|A bus from the 1950's - click to enlarge|
My first experience with Greyhound in Jacksonville was before the trip. Sort of new to town and a student at the Naval Technical Training Center, Aviation Storekeeper School I was in town one weekend day and wanted a cup of coffee. I walked in to the bus station restaurant only to be told that I was "on the wrong side", the "white folks are on the other side". Surprise, surprise, surprise. Here's a kid from Maine, with 3 years in Ohio behind me and I had no idea things were 'seperate', they were.
My first trip came after finishing that school and I was finally on my way to my first duty station, Naval Air Station, Alameda, California, with a stop in Kansas - there was a girl there, and in a couple of million other places too; but I knew this one.
I don't know what time I left Jacksonville, afternoon I think, and it was a long ride. Up through Alabama to Montgomery, over to Jackson, Mississippi and up to Memphis. All along the way I looked out at, or went in to bus stations of all sorts. In the bigger cities they would be actual bus stations but in small towns maybe part of a store or gas station. But one thing stood out. The "black station/waiting area" were nothing but separate. In the small towns little more than a 3-sided lean to, or shed. No heat or cooling, no shade or cover from bad weather. I most remember Tupelo, Mississippi, home town of Elvis and home to the tiniest little shed with no door "black waiting area".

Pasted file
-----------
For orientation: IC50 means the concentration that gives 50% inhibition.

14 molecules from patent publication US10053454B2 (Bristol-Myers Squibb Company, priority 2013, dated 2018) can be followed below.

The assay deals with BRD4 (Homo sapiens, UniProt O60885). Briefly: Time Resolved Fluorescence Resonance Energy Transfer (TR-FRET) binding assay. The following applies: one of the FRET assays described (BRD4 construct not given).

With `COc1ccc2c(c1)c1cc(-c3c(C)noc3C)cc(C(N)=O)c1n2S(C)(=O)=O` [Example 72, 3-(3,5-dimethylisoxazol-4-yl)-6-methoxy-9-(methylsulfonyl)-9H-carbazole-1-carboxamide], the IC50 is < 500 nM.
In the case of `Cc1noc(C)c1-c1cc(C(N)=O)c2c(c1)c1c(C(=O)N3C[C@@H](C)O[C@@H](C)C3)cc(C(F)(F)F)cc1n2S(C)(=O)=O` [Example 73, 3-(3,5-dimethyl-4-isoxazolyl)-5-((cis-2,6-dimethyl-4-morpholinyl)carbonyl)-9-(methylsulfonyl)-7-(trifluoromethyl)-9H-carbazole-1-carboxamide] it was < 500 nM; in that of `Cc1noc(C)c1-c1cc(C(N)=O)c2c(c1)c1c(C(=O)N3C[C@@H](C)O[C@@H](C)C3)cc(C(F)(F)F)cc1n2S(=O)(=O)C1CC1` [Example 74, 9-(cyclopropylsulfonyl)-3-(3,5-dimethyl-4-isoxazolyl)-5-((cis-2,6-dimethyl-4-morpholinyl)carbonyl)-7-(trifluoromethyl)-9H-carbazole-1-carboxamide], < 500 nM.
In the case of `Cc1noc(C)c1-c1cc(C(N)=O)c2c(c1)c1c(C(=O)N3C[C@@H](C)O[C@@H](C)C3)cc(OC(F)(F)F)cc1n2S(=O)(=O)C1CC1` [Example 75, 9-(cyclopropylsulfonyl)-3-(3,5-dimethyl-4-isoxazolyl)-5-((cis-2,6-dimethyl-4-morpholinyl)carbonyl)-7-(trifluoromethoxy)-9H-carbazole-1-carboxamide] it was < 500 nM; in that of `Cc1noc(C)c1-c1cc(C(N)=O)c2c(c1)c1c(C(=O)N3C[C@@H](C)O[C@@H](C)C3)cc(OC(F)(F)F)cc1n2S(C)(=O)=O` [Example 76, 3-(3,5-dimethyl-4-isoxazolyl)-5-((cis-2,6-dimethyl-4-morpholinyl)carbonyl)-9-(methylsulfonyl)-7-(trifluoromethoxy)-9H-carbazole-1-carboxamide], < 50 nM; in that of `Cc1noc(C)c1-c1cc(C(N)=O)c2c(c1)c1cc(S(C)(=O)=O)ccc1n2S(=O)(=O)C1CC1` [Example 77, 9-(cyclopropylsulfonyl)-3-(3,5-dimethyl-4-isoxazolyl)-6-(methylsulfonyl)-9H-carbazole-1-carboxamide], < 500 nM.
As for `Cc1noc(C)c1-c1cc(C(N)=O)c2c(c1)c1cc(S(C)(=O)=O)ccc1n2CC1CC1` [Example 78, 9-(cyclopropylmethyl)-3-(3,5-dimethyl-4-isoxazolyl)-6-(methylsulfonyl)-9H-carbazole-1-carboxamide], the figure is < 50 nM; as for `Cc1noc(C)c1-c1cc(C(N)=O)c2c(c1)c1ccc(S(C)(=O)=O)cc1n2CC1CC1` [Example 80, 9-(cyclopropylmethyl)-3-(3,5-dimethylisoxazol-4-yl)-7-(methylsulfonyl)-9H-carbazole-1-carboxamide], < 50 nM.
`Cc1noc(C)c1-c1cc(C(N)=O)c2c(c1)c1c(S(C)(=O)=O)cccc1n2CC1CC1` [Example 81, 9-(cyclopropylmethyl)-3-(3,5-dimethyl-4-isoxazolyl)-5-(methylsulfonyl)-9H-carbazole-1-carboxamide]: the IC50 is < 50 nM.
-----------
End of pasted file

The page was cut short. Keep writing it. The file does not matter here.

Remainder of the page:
We crossed the Mississippi outside of Memphis and rolled on through Arkansas to Fort Smith, and crossed into Oklahoma and headed into Tulsa before finally landing in Kansas.
Funny Arkansas in Kansas is pronounced as Are-kansas or R-kansas (both the town and the river) but in Arkansas (the state) it's pronounced R-kansaw. It's one of life's puzzles.
But Thank God and Greyhound I was on my way to my first duty station, and my first Navy job.
|Those were the days. Yes suh! the geezer says so. - click to enlarge|